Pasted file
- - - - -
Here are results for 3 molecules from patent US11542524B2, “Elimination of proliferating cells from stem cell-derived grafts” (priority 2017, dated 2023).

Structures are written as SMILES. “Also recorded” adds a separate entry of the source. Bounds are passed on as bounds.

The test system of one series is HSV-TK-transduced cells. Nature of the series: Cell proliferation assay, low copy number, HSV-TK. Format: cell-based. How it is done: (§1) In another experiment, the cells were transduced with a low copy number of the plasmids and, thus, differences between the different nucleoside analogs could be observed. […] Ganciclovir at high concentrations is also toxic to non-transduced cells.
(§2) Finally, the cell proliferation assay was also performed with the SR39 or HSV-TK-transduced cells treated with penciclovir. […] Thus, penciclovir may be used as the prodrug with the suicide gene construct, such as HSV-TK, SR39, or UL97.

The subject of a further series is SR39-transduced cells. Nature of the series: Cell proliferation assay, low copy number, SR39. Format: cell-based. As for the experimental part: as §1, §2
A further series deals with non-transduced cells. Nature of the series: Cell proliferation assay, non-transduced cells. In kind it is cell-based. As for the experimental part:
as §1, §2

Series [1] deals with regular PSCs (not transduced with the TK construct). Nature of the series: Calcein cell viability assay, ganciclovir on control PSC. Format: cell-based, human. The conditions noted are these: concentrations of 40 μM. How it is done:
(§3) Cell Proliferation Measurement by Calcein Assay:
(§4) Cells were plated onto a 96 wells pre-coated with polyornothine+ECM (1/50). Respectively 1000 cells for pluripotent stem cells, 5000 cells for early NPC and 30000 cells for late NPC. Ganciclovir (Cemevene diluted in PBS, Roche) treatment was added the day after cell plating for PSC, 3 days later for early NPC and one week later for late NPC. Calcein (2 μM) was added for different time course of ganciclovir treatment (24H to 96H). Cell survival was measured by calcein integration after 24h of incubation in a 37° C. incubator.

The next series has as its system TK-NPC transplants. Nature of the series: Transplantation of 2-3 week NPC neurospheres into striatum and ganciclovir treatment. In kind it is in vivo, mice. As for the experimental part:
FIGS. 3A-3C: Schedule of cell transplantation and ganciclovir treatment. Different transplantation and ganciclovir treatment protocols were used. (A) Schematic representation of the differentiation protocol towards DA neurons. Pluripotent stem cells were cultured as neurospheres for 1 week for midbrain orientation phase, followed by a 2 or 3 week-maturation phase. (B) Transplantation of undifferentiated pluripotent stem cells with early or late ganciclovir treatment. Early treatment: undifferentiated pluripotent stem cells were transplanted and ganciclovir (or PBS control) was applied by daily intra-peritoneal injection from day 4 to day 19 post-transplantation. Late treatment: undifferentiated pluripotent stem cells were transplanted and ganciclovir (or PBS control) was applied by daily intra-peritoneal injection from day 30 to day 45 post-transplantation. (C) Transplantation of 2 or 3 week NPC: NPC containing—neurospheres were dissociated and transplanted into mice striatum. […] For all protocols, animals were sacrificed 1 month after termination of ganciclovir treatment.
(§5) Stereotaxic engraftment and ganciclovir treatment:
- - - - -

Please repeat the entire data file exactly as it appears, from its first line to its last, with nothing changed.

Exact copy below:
Here are results for 3 molecules from patent US11542524B2, “Elimination of proliferating cells from stem cell-derived grafts” (priority 2017, dated 2023).

Structures are written as SMILES. “Also recorded” adds a separate entry of the source. Bounds are passed on as bounds.

The test system of one series is HSV-TK-transduced cells. Nature of the series: Cell proliferation assay, low copy number, HSV-TK. Format: cell-based. How it is done: (§1) In another experiment, the cells were transduced with a low copy number of the plasmids and, thus, differences between the different nucleoside analogs could be observed. […] Ganciclovir at high concentrations is also toxic to non-transduced cells.
(§2) Finally, the cell proliferation assay was also performed with the SR39 or HSV-TK-transduced cells treated with penciclovir. […] Thus, penciclovir may be used as the prodrug with the suicide gene construct, such as HSV-TK, SR39, or UL97.

The subject of a further series is SR39-transduced cells. Nature of the series: Cell proliferation assay, low copy number, SR39. Format: cell-based. As for the experimental part: as §1, §2
A further series deals with non-transduced cells. Nature of the series: Cell proliferation assay, non-transduced cells. In kind it is cell-based. As for the experimental part:
as §1, §2

Series [1] deals with regular PSCs (not transduced with the TK construct). Nature of the series: Calcein cell viability assay, ganciclovir on control PSC. Format: cell-based, human. The conditions noted are these: concentrations of 40 μM. How it is done:
(§3) Cell Proliferation Measurement by Calcein Assay:
(§4) Cells were plated onto a 96 wells pre-coated with polyornothine+ECM (1/50). Respectively 1000 cells for pluripotent stem cells, 5000 cells for early NPC and 30000 cells for late NPC. Ganciclovir (Cemevene diluted in PBS, Roche) treatment was added the day after cell plating for PSC, 3 days later for early NPC and one week later for late NPC. Calcein (2 μM) was added for different time course of ganciclovir treatment (24H to 96H). Cell survival was measured by calcein integration after 24h of incubation in a 37° C. incubator.

The next series has as its system TK-NPC transplants. Nature of the series: Transplantation of 2-3 week NPC neurospheres into striatum and ganciclovir treatment. In kind it is in vivo, mice. As for the experimental part:
FIGS. 3A-3C: Schedule of cell transplantation and ganciclovir treatment. Different transplantation and ganciclovir treatment protocols were used. (A) Schematic representation of the differentiation protocol towards DA neurons. Pluripotent stem cells were cultured as neurospheres for 1 week for midbrain orientation phase, followed by a 2 or 3 week-maturation phase. (B) Transplantation of undifferentiated pluripotent stem cells with early or late ganciclovir treatment. Early treatment: undifferentiated pluripotent stem cells were transplanted and ganciclovir (or PBS control) was applied by daily intra-peritoneal injection from day 4 to day 19 post-transplantation. Late treatment: undifferentiated pluripotent stem cells were transplanted and ganciclovir (or PBS control) was applied by daily intra-peritoneal injection from day 30 to day 45 post-transplantation. (C) Transplantation of 2 or 3 week NPC: NPC containing—neurospheres were dissociated and transplanted into mice striatum. […] For all protocols, animals were sacrificed 1 month after termination of ganciclovir treatment.
(§5) Stereotaxic engraftment and ganciclovir treatment: